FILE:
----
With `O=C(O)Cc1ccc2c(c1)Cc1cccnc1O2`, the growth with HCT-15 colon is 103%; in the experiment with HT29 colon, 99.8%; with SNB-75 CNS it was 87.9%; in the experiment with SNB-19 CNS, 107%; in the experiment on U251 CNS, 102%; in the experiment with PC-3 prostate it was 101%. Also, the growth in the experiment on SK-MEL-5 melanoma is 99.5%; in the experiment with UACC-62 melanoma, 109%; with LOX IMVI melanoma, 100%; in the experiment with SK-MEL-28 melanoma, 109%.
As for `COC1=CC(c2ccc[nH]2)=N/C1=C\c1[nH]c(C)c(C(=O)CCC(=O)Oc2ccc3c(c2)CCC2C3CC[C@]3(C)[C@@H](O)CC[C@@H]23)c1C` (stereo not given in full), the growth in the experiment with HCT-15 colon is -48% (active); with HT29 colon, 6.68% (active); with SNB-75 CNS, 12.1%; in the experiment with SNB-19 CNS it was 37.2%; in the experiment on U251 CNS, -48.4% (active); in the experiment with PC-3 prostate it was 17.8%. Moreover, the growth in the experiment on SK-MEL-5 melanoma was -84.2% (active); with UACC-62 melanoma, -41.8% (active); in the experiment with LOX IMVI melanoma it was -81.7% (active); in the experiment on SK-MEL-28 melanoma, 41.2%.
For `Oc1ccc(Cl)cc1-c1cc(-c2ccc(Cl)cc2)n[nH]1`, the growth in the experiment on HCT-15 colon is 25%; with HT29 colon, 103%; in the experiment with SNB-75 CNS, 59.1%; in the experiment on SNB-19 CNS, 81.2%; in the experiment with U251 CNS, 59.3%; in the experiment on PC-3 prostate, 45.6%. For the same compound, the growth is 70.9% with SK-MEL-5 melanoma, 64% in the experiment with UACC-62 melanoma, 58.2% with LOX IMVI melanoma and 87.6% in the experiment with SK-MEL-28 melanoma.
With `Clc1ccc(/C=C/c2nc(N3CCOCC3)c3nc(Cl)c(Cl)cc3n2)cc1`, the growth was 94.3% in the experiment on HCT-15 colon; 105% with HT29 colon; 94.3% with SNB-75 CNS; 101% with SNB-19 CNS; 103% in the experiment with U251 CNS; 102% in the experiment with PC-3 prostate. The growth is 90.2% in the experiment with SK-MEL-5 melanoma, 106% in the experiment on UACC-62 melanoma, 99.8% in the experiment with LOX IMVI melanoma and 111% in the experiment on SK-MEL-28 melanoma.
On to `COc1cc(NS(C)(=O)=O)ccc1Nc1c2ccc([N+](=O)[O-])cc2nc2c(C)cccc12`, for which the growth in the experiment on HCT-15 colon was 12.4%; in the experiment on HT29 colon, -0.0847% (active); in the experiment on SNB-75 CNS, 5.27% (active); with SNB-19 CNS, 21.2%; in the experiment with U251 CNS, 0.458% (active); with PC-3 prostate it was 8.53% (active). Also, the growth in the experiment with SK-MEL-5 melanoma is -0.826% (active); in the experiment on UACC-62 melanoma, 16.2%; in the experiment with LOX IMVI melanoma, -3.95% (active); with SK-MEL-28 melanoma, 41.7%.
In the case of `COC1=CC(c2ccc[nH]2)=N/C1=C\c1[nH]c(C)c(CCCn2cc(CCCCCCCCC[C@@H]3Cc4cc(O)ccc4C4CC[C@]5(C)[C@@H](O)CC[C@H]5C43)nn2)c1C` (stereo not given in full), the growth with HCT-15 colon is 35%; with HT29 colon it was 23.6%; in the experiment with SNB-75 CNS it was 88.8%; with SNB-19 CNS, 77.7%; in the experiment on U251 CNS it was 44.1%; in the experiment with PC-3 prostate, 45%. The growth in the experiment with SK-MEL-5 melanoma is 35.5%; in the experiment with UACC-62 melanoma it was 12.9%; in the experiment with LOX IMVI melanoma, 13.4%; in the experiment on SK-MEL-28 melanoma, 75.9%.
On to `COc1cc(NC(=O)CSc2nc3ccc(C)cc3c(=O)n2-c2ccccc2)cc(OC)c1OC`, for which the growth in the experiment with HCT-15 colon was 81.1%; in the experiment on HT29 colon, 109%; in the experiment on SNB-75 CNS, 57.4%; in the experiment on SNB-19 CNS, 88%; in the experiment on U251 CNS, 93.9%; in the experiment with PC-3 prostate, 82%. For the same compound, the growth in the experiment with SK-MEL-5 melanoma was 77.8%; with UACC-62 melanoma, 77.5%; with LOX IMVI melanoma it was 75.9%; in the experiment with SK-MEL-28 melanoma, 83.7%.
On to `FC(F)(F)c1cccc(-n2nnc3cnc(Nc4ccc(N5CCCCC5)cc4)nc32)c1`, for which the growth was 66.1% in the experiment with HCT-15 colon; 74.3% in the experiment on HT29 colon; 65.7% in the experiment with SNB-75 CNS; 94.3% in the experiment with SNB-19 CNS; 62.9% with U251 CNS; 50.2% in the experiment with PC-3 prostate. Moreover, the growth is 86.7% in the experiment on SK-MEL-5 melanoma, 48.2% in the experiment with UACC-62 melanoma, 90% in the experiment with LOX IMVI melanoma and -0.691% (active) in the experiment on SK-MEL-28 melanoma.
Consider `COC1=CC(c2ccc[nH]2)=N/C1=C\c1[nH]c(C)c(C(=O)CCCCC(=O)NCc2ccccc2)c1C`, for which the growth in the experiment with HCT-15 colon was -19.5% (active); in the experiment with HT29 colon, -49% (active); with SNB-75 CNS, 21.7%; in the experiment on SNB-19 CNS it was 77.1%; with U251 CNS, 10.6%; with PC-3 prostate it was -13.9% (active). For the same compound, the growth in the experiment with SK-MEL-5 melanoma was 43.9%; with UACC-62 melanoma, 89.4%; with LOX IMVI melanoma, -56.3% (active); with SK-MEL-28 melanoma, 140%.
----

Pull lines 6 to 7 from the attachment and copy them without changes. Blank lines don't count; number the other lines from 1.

In the case of `COC1=CC(c2ccc[nH]2)=N/C1=C\c1[nH]c(C)c(CCCn2cc(CCCCCCCCC[C@@H]3Cc4cc(O)ccc4C4CC[C@]5(C)[C@@H](O)CC[C@H]5C43)nn2)c1C` (stereo not given in full), the growth with HCT-15 colon is 35%; with HT29 colon it was 23.6%; in the experiment with SNB-75 CNS it was 88.8%; with SNB-19 CNS, 77.7%; in the experiment on U251 CNS it was 44.1%; in the experiment with PC-3 prostate, 45%. The growth in the experiment with SK-MEL-5 melanoma is 35.5%; in the experiment with UACC-62 melanoma it was 12.9%; in the experiment with LOX IMVI melanoma, 13.4%; in the experiment on SK-MEL-28 melanoma, 75.9%.
On to `COc1cc(NC(=O)CSc2nc3ccc(C)cc3c(=O)n2-c2ccccc2)cc(OC)c1OC`, for which the growth in the experiment with HCT-15 colon was 81.1%; in the experiment on HT29 colon, 109%; in the experiment on SNB-75 CNS, 57.4%; in the experiment on SNB-19 CNS, 88%; in the experiment on U251 CNS, 93.9%; in the experiment with PC-3 prostate, 82%. For the same compound, the growth in the experiment with SK-MEL-5 melanoma was 77.8%; with UACC-62 melanoma, 77.5%; with LOX IMVI melanoma it was 75.9%; in the experiment with SK-MEL-28 melanoma, 83.7%.